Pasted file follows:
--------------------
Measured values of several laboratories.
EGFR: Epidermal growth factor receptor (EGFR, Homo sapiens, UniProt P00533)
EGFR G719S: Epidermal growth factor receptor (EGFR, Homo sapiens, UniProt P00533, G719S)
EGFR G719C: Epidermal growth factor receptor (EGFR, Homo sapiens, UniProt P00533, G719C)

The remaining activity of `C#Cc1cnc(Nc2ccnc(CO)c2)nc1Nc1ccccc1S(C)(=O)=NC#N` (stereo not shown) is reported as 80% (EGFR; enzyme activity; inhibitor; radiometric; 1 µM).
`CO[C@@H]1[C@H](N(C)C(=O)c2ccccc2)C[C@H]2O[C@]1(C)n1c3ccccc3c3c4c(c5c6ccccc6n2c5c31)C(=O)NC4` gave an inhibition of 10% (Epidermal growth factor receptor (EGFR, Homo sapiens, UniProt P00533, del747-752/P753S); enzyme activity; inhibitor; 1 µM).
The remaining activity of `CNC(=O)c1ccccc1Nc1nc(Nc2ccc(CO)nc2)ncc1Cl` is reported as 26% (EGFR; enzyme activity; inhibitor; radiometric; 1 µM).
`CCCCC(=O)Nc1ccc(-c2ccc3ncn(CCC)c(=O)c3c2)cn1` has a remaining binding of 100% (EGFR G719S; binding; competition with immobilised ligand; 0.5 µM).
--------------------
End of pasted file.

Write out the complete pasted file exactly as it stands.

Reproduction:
Measured values of several laboratories.
EGFR: Epidermal growth factor receptor (EGFR, Homo sapiens, UniProt P00533)
EGFR G719S: Epidermal growth factor receptor (EGFR, Homo sapiens, UniProt P00533, G719S)
EGFR G719C: Epidermal growth factor receptor (EGFR, Homo sapiens, UniProt P00533, G719C)

The remaining activity of `C#Cc1cnc(Nc2ccnc(CO)c2)nc1Nc1ccccc1S(C)(=O)=NC#N` (stereo not shown) is reported as 80% (EGFR; enzyme activity; inhibitor; radiometric; 1 µM).
`CO[C@@H]1[C@H](N(C)C(=O)c2ccccc2)C[C@H]2O[C@]1(C)n1c3ccccc3c3c4c(c5c6ccccc6n2c5c31)C(=O)NC4` gave an inhibition of 10% (Epidermal growth factor receptor (EGFR, Homo sapiens, UniProt P00533, del747-752/P753S); enzyme activity; inhibitor; 1 µM).
The remaining activity of `CNC(=O)c1ccccc1Nc1nc(Nc2ccc(CO)nc2)ncc1Cl` is reported as 26% (EGFR; enzyme activity; inhibitor; radiometric; 1 µM).
`CCCCC(=O)Nc1ccc(-c2ccc3ncn(CCC)c(=O)c3c2)cn1` has a remaining binding of 100% (EGFR G719S; binding; competition with immobilised ligand; 0.5 µM).